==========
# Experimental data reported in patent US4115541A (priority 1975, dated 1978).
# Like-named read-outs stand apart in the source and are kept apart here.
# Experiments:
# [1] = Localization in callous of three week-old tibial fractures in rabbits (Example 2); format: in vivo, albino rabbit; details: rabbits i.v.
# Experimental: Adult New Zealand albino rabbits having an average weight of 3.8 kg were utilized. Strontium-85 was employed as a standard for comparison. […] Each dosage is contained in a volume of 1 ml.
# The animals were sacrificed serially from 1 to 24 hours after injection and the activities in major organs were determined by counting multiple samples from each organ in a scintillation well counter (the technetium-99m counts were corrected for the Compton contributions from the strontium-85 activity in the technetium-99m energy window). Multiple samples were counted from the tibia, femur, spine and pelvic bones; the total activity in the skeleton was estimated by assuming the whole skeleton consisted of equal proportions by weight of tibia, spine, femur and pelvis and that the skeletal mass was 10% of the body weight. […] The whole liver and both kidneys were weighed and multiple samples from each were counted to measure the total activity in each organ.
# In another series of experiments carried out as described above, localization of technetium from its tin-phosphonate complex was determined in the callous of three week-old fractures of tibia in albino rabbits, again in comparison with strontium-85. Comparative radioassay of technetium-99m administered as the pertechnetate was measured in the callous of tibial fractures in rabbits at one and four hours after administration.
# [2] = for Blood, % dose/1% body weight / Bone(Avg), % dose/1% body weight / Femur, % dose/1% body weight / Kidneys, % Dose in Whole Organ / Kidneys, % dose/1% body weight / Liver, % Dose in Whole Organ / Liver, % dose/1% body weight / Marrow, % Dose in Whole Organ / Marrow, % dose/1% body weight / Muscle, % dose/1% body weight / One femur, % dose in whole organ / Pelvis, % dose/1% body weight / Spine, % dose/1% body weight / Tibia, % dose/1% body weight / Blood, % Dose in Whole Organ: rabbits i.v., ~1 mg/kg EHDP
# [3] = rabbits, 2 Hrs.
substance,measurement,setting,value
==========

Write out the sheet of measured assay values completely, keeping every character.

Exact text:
# Experimental data reported in patent US4115541A (priority 1975, dated 1978).
# Like-named read-outs stand apart in the source and are kept apart here.
# Experiments:
# [1] = Localization in callous of three week-old tibial fractures in rabbits (Example 2); format: in vivo, albino rabbit; details: rabbits i.v.
# Experimental: Adult New Zealand albino rabbits having an average weight of 3.8 kg were utilized. Strontium-85 was employed as a standard for comparison. […] Each dosage is contained in a volume of 1 ml.
# The animals were sacrificed serially from 1 to 24 hours after injection and the activities in major organs were determined by counting multiple samples from each organ in a scintillation well counter (the technetium-99m counts were corrected for the Compton contributions from the strontium-85 activity in the technetium-99m energy window). Multiple samples were counted from the tibia, femur, spine and pelvic bones; the total activity in the skeleton was estimated by assuming the whole skeleton consisted of equal proportions by weight of tibia, spine, femur and pelvis and that the skeletal mass was 10% of the body weight. […] The whole liver and both kidneys were weighed and multiple samples from each were counted to measure the total activity in each organ.
# In another series of experiments carried out as described above, localization of technetium from its tin-phosphonate complex was determined in the callous of three week-old fractures of tibia in albino rabbits, again in comparison with strontium-85. Comparative radioassay of technetium-99m administered as the pertechnetate was measured in the callous of tibial fractures in rabbits at one and four hours after administration.
# [2] = for Blood, % dose/1% body weight / Bone(Avg), % dose/1% body weight / Femur, % dose/1% body weight / Kidneys, % Dose in Whole Organ / Kidneys, % dose/1% body weight / Liver, % Dose in Whole Organ / Liver, % dose/1% body weight / Marrow, % Dose in Whole Organ / Marrow, % dose/1% body weight / Muscle, % dose/1% body weight / One femur, % dose in whole organ / Pelvis, % dose/1% body weight / Spine, % dose/1% body weight / Tibia, % dose/1% body weight / Blood, % Dose in Whole Organ: rabbits i.v., ~1 mg/kg EHDP
# [3] = rabbits, 2 Hrs.
substance,measurement,setting,value